Daray Bland squared off against Elias Gonzales on one of four wrestling mats set up in the Coach Dean Nicholson Gym at Sanger High.
The Navo Classic Wrestling Tournament had hit high gear May 31, pitting about 300 wrestlers from Sanger’s elementary schools against one another in every weight class. Girls and boys competed. The classic, in its second year, drew nearly twice the 170 participants of its inaugural year.
“Six hundred bouts expected,” said Tim Lopez, Sanger Unified associate superintendent and event organizer.
So many young wrestlers showed that the event spilled over into Tuesday. A late start and the number of bouts forced the schedule to continue another day. Next year, Lopez said participants likely will be split into varsity and junior varsity categories.
The popularity was evident by the crowded bleachers and the parking lots, so full that cars lined both sides of East Annadale Avenue.
And many spectators focused on the far corner where Daray, a sixth-grader from Sequoia, and Elias, a fourth-grader from Sanger Academy, grappled. Daray appeared stronger and had a slight height advantage. But Elias’ technique enabled him to turn the advantage back to his favor multiple times.
They battled. Neither was interested in losing.
Both looked like they could beat the other. When Daray got close to pinning Elias, the younger wrestler escaped and returned the favor. Daray eventually won. Theirs drew a crowd to the edge of the mat.
“Hard,” Daray said after the match. And he said he’s likely to wrestle for the Apaches when in high school. “For sure.”
Elias also said he’s considering continuing the sport into high school. Asked how he was taking the loss, Elias said, “You can’t complain. You lose, you lose.”
But next time, he said he will take the lesson he learned that afternoon and catalog it, learn from it.
Sanger Academy coach David Gonzales, and Elias’ dad, gave his son one of those looks and reassuring hands on shoulder that only a dad could give. And the elder Gonzales gave the classic high marks.
“The program’s one of the best,” he said. “This is one of the best things they could do for the community.”
Gonzales said his team just keeps getting bigger, growing like other programs across Sanger.
“We’re just happy the numbers have gone up,” said Ramone Rodriguez, assistant Lincoln coach. “Hopefully, in the future we hope to compete against Clovis schools.”
Rusty Wilson, head Lincoln wrestling coach, said the high percentage of girls competing was a good sign. “It’s something that gets the whole community involved,” he said. “We get a lot of support. It’s one of the only events bringing kindergarten through sixth (together) district-wide.”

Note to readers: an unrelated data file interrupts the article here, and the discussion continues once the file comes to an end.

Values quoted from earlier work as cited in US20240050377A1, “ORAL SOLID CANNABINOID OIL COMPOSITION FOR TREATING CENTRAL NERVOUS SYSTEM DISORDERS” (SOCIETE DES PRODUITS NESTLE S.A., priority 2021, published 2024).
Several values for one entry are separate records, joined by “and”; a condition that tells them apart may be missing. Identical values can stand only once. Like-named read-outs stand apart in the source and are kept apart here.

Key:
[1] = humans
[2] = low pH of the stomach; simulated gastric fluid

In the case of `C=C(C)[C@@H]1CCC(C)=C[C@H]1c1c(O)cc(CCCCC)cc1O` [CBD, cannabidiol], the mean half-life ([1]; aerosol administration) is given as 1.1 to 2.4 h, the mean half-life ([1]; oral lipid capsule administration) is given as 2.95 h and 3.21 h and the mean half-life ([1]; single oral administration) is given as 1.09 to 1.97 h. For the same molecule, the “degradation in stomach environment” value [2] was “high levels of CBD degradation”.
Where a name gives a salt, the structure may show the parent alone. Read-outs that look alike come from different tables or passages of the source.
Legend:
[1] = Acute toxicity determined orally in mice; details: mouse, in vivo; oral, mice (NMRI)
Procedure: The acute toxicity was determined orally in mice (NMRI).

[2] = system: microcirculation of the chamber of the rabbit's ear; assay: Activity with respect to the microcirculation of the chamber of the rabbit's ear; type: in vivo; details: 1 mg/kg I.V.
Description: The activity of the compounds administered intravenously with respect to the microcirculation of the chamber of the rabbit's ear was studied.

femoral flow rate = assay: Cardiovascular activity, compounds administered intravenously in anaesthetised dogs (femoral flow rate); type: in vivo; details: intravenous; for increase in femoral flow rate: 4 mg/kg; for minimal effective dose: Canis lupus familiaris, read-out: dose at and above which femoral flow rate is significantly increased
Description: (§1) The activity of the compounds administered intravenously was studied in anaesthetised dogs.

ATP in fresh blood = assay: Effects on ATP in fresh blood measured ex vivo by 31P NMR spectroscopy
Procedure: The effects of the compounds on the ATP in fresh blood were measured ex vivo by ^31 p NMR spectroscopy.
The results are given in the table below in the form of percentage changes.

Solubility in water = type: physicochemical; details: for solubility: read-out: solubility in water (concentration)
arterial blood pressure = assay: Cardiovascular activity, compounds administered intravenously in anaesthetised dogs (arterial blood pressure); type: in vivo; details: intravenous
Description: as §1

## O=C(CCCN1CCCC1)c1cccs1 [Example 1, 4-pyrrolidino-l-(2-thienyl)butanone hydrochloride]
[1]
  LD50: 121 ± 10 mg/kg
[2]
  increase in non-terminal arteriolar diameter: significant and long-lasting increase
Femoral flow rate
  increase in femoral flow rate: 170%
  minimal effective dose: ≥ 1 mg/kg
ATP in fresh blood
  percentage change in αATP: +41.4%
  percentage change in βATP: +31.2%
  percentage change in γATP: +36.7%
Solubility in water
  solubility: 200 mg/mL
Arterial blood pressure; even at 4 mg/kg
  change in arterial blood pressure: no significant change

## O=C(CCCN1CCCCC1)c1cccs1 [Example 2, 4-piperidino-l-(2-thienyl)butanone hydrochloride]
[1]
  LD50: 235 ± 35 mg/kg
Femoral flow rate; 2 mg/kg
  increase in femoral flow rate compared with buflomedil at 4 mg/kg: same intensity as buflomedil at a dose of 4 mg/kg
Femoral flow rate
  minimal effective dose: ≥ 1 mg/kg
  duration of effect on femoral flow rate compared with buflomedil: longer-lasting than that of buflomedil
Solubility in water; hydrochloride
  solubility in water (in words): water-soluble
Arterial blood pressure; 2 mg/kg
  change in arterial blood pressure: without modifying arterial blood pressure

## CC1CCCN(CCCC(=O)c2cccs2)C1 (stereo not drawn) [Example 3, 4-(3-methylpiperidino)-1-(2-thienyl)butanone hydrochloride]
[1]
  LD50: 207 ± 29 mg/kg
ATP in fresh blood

Navo, Sanger Unified’s former superintendent and the one whose name adorns the tournament, was pleased with this year’s event. “I think it’s great,” he said, standing just inside the door of the gym and taking in four matches at once. “I mean you’re seeing more kids. The parking lot is ridiculous. I see more dads in the audience than any other sport.”
Navo said Sanger’s starting to experience an evolution in wrestling. “The quality goes up,” he said. “If you can keep up the interest, in three to four years the high school’s going to have some really good wrestling teams.”
And Navo said wrestling is a sport open to anyone of any size and “where a kid who weighs 57 pounds can make the same contribution” as a kid who weighs twice as much or more. Of course that kid would have to dominate his weight class in his program to be the one chosen to wrestle at that weight.
The event also brought out recent alumni as assistant coaches, Angel Alvarez, class of 2015, and Sebastian “C-Bass” Oliva, class of 2016.
Josiah Mickle, a sixth-grader from John Wash, had just won his first bout after a loss the match previous. “I think it’s amazing all you have to do is put your effort in, and it’s a good thing whether you win or lose,” he said.
Mike Morales, coach of the Reagan team that won last year’s tournament, said he’s got four kids in the finals. “If they can pull it off in their weight classes, we’ve got a shot,” he said.
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